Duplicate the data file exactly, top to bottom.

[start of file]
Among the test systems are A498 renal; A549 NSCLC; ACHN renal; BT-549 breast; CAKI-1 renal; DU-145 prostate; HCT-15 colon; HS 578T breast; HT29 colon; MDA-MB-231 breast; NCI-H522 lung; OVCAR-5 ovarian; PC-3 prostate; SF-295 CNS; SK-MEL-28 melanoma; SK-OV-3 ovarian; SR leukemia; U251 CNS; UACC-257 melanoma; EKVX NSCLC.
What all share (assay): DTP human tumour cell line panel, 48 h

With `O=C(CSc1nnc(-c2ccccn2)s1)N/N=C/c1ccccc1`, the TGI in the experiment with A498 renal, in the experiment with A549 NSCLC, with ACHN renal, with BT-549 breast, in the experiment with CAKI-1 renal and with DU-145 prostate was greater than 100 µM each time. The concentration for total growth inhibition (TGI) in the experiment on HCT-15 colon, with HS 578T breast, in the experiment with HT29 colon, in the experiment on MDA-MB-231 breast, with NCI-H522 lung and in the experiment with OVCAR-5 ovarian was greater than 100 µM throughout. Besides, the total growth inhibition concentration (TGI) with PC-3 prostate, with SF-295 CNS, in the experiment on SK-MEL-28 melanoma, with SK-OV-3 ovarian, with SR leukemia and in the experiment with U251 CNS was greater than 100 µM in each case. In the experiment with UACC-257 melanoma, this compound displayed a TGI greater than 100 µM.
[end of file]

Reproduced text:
Among the test systems are A498 renal; A549 NSCLC; ACHN renal; BT-549 breast; CAKI-1 renal; DU-145 prostate; HCT-15 colon; HS 578T breast; HT29 colon; MDA-MB-231 breast; NCI-H522 lung; OVCAR-5 ovarian; PC-3 prostate; SF-295 CNS; SK-MEL-28 melanoma; SK-OV-3 ovarian; SR leukemia; U251 CNS; UACC-257 melanoma; EKVX NSCLC.
What all share (assay): DTP human tumour cell line panel, 48 h

With `O=C(CSc1nnc(-c2ccccn2)s1)N/N=C/c1ccccc1`, the TGI in the experiment with A498 renal, in the experiment with A549 NSCLC, with ACHN renal, with BT-549 breast, in the experiment with CAKI-1 renal and with DU-145 prostate was greater than 100 µM each time. The concentration for total growth inhibition (TGI) in the experiment on HCT-15 colon, with HS 578T breast, in the experiment with HT29 colon, in the experiment on MDA-MB-231 breast, with NCI-H522 lung and in the experiment with OVCAR-5 ovarian was greater than 100 µM throughout. Besides, the total growth inhibition concentration (TGI) with PC-3 prostate, with SF-295 CNS, in the experiment on SK-MEL-28 melanoma, with SK-OV-3 ovarian, with SR leukemia and in the experiment with U251 CNS was greater than 100 µM in each case. In the experiment with UACC-257 melanoma, this compound displayed a TGI greater than 100 µM.